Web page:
The Government Accountability Office today released a report that found 46 percent of enrollees in the Federal Long Term Care Insurance Program who were facing steep premium hikes elected to make no changes and accept 24 percent premium increases. Those 67,511 enrollees are now paying an extra $28.54 per month on average.
The Office of Personnel Management was blasted in 2009 when it announced up to 155,000 enrollees — who were under the assumption they had signed up for an option that would protect them against those sudden hikes — would pay a lot more for their benefits. This came as a shock to many enrollees, some of whom said they might drop out of the program rather than pay the increase.
But very few people ended up doing that. Only 2,344 enrollees — less than 2 percent of those affected — let their coverage lapse.
The remaining 76,560 made some kind of change. Some scaled back to keep costs down, but others increased their coverage and ended up paying a lot more. GAO said that 29,340 kept their old coverage and opted for reduced inflation protection, which actually decreased their premiums by 12 cents on average. Another 37,648 upgraded to an expanded coverage plan and also scaled back their inflation protection. Their average monthly premiums went up 1 percent, or $2.14.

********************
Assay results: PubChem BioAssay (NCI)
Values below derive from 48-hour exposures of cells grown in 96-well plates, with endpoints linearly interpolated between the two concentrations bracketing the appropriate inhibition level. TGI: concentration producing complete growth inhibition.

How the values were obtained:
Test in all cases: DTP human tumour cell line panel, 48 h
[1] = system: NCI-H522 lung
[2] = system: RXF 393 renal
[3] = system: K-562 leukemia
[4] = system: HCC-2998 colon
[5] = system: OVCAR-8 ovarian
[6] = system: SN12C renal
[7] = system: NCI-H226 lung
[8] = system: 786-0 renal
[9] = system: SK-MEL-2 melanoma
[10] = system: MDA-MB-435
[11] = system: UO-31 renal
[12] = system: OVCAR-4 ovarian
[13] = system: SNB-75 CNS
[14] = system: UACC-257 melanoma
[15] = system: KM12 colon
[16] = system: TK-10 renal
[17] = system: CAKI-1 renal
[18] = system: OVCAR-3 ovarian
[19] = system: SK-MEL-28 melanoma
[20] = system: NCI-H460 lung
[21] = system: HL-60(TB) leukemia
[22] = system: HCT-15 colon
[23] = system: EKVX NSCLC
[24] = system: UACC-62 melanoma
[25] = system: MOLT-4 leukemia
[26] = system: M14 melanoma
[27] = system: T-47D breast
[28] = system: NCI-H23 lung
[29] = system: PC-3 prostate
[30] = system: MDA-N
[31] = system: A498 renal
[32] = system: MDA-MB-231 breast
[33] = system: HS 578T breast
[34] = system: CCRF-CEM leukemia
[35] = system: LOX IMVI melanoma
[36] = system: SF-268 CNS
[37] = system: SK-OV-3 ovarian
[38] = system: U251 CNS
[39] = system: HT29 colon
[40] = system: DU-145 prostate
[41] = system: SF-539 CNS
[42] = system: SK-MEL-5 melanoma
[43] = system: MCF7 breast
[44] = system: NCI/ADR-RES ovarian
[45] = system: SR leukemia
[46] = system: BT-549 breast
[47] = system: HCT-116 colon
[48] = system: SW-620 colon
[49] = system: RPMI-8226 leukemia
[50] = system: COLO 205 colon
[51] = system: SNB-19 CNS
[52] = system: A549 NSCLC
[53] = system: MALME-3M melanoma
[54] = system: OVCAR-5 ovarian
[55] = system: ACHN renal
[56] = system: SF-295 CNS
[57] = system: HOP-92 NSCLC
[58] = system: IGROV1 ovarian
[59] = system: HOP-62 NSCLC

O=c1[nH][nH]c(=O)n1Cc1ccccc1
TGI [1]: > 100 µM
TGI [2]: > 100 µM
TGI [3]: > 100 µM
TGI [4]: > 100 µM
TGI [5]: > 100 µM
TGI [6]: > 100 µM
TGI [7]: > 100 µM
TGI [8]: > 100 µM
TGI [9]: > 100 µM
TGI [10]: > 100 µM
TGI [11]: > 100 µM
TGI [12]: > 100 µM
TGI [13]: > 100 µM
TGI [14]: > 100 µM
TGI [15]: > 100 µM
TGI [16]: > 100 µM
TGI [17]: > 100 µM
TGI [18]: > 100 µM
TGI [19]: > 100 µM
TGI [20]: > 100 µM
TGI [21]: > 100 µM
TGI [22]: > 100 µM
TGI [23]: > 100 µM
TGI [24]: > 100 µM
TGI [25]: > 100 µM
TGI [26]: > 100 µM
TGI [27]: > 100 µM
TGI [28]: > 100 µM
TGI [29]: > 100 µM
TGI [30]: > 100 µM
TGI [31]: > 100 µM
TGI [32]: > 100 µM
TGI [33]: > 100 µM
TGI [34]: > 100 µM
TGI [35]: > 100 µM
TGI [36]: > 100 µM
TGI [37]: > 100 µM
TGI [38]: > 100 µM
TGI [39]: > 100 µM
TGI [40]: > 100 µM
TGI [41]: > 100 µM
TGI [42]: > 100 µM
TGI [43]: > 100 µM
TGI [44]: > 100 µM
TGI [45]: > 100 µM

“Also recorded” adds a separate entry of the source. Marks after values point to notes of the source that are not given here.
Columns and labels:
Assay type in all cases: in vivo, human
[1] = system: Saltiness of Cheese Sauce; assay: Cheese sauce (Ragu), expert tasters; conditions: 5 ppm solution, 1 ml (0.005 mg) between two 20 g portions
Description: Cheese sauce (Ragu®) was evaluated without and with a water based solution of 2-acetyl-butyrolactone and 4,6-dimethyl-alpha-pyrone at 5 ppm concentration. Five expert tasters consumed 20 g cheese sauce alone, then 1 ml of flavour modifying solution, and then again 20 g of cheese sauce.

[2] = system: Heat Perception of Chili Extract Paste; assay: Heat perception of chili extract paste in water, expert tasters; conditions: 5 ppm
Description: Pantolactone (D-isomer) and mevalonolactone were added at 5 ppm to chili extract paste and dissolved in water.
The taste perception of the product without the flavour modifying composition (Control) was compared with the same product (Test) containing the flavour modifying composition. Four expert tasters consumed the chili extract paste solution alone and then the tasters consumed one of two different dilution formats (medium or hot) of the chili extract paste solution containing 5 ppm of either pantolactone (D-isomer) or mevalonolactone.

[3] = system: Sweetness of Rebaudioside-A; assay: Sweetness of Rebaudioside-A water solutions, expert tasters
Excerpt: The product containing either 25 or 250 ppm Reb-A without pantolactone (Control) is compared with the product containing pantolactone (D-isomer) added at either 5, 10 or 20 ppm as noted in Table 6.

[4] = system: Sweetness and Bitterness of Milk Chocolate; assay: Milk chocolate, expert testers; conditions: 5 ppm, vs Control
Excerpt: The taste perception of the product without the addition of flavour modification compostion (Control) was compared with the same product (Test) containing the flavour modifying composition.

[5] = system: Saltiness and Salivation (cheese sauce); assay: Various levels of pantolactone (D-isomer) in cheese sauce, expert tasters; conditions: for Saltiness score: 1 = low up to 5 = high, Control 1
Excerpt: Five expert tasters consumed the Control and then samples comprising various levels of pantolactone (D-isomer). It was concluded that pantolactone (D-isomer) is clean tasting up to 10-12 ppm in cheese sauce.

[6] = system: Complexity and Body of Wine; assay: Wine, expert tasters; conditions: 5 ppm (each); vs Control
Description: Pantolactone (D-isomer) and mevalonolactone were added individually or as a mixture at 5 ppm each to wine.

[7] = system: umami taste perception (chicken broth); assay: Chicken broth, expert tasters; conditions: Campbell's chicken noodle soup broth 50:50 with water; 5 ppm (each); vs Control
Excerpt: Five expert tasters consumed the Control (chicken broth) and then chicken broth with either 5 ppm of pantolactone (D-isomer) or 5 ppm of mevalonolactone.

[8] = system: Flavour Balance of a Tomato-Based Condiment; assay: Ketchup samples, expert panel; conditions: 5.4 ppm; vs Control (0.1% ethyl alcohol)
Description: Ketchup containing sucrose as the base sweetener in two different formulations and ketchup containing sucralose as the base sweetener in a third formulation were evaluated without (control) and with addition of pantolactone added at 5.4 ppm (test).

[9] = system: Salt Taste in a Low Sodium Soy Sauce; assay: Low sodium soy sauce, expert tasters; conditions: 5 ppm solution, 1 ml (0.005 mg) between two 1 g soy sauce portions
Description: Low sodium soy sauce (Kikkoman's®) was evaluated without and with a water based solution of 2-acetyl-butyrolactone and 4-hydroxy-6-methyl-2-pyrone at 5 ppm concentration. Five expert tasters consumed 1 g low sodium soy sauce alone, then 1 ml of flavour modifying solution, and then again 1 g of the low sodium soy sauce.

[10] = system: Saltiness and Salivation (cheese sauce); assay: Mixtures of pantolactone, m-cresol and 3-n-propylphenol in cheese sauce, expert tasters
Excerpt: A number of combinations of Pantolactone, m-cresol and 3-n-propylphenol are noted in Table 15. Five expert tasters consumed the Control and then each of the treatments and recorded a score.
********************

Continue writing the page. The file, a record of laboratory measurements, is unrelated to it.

But participants who chose to keep their old inflation protection and take the expanded coverage saw the steepest hikes. Their average monthly premiums increased by 38 percent, or $40.56.
All in all, the average long term care premium increased 14 percent, or $16.30 per month.
scott lavik Says:
April 13th, 2012 at 3:39 am
i also personally think the CLASS Act will not sustain the long term care needs of its members. i think one way to reduce the burden of many people is to regulate the rates of long term care services in the country. http://www.completelongtermcare.com/resources